Mike's Reviews > Faith Seeking Freedom: Libertarian Christian Answers to Tough Questions

Faith Seeking Freedom by Norman Horn
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it was amazing

FULL DISCLOSURES:

Kerry Baldwin has been a Facebook friend for several years now.

I don't profess to be a Christian of any denomination or sect or whatever. Organized religion and I simply don't do well together.

With those out of the way . . . .

Faith Seeking Freedom is easy reading, in that the authors don't try to cram you chock-full of data and information and jargon, such that you would feel overwhelmed by it all.

When the authors cite Biblical content, they put the citation right there in the same paragraph as the point that they're making, so you don't have to keep flipping back and forth to the end of the chapter or the end of the book. This is probably for the best where electronic versions are concerned. Also, for those inclined to have a Bible nearby to check on the authors, it's right there where you can compare and contrast the authors' points against the Bible verse(s) itself.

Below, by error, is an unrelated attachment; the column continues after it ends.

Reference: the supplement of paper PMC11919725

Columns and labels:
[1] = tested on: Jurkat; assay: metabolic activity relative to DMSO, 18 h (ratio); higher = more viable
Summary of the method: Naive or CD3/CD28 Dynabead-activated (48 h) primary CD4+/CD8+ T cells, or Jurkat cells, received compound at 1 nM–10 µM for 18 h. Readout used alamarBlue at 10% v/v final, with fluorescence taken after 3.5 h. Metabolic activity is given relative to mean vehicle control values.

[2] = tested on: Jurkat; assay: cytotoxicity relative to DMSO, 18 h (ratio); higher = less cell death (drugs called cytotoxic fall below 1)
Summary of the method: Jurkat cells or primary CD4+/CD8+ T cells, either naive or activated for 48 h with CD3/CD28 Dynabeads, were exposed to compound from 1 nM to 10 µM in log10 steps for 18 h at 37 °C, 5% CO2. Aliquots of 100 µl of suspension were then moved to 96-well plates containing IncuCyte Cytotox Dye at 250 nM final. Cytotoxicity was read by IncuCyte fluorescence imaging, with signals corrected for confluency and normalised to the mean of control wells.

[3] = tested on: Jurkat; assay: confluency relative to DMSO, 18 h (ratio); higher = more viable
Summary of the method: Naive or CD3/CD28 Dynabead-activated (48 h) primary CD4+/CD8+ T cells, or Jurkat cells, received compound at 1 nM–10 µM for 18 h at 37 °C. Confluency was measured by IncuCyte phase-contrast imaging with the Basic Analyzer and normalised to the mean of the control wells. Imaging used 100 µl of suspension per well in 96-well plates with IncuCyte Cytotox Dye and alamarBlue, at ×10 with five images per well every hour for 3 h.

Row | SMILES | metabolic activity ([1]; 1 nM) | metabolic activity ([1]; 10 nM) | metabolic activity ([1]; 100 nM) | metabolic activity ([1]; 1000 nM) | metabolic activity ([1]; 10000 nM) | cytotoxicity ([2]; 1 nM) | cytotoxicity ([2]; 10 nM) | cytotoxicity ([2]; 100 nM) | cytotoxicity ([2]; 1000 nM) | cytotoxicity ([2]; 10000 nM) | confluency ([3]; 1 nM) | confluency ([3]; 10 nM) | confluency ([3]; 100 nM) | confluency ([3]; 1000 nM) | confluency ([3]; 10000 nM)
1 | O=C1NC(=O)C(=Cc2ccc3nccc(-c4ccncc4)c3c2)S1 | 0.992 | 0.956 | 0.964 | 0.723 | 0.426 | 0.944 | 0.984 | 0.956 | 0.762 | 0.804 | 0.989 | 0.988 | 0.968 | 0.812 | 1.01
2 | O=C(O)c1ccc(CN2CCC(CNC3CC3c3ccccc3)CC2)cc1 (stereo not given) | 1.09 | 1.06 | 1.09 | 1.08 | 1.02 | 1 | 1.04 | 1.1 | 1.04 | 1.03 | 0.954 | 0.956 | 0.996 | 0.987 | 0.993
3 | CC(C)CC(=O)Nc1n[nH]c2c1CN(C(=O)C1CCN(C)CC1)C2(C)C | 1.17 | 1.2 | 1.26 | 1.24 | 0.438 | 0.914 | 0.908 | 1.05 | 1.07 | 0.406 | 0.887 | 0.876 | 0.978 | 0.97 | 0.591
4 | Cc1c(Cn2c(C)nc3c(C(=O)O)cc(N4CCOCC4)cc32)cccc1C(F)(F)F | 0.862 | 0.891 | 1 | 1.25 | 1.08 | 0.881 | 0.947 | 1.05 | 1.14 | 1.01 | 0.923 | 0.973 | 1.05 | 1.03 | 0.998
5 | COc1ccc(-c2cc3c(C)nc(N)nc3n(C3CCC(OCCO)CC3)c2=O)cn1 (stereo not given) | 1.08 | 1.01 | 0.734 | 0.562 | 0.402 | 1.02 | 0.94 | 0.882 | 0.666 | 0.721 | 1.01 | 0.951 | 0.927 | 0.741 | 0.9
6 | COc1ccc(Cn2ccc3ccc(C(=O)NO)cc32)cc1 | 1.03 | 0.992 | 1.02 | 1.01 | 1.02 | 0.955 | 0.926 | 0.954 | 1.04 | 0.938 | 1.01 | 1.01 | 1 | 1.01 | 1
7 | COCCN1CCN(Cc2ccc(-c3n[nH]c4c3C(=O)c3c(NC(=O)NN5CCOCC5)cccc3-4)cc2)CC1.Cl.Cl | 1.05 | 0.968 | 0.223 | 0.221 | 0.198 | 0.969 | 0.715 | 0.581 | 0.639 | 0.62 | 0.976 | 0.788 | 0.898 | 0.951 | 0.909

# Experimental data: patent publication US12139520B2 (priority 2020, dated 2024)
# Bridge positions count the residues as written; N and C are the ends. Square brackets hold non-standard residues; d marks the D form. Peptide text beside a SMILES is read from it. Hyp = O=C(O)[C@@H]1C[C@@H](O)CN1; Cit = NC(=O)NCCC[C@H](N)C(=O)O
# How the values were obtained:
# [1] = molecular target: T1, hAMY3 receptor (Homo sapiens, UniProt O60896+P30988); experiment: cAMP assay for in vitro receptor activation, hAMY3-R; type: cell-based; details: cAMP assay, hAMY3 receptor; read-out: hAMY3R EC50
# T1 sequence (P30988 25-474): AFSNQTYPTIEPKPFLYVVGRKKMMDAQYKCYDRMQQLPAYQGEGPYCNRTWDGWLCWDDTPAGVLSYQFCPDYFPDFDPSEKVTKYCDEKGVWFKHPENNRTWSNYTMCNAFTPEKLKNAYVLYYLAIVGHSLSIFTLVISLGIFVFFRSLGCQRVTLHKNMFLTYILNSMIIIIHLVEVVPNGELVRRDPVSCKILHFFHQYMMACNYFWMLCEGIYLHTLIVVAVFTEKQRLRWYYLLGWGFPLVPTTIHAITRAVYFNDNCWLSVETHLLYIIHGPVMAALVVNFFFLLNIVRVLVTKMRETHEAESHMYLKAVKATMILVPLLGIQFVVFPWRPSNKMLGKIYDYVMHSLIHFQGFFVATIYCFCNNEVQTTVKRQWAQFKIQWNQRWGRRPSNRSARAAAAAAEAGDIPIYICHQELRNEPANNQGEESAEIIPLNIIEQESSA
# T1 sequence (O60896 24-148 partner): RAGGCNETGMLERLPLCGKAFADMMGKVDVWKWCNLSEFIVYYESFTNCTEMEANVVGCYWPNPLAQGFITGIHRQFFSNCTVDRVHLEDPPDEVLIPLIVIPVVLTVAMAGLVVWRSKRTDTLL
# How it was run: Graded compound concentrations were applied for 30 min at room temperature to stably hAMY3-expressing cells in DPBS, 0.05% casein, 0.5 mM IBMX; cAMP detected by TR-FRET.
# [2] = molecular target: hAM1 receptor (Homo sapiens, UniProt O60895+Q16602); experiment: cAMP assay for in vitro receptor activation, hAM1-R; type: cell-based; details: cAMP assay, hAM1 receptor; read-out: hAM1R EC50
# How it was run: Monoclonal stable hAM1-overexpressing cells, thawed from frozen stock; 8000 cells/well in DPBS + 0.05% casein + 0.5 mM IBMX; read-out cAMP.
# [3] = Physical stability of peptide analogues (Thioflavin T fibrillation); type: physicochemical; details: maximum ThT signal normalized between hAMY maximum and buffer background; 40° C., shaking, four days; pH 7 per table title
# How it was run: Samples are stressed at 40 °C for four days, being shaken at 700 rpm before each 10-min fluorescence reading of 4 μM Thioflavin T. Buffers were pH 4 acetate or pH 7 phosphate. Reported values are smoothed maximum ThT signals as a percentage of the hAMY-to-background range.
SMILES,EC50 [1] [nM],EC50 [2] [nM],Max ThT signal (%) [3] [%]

The authors don't attempt to take sides where the big divisions of libertarian thought occur, such as the minarchy vs. anarchy debate, or whether or not to be involved in the LP, with the exception of the abortion issue.

SPECIFIC POINTS --

[Page numbers cited here are what listed is on the particular page. The actual pages on the PDF version that I used for this review will be that number, plus 10 pages.]

Chapter 2 (The Libertarian Basics, pp. 23-34) gives the reader a decent summary of the Non-Aggression Principle and how it applies to everyday life.

p. 26, part of the answer to Question #13 (How do libertarian Christians account for people who violate the non-aggression principle (NAP)?) takes on the minarchy vs. anarchy question rather well — the authors explain both sides without explicitly favoring one side or the other. (Disclosure: I personally lean towards the anarcho-capitalist side.)

p.39, Question #25 (Do libertarians believe any and every government is illegitimate?) also tackles the minarchy vs. anarchy adroitly, explaining both sides without favoring one or the other.

pp. 67-68 give a succinct and principled response to the "What about roads?" shibboleth.

OK, enough spoilers.

-D-o--m-e--a--fa-v-o-r- Do yourself a favor -- Go and get a copy and read it for yourself.

SUMMARY —

Faith Seeking Freedom is an easy-to-read, principled guide for Christians who are seeking to understand libertarianism, on par with Inclined to Liberty by Louis Carabini, The Law by Frederic Bastiat, or Down With Power by L. Neil Smith.

Go get a copy, read it, then tell your friends and family.
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Reading Progress

Finished Reading
November 29, 2020 – Shelved

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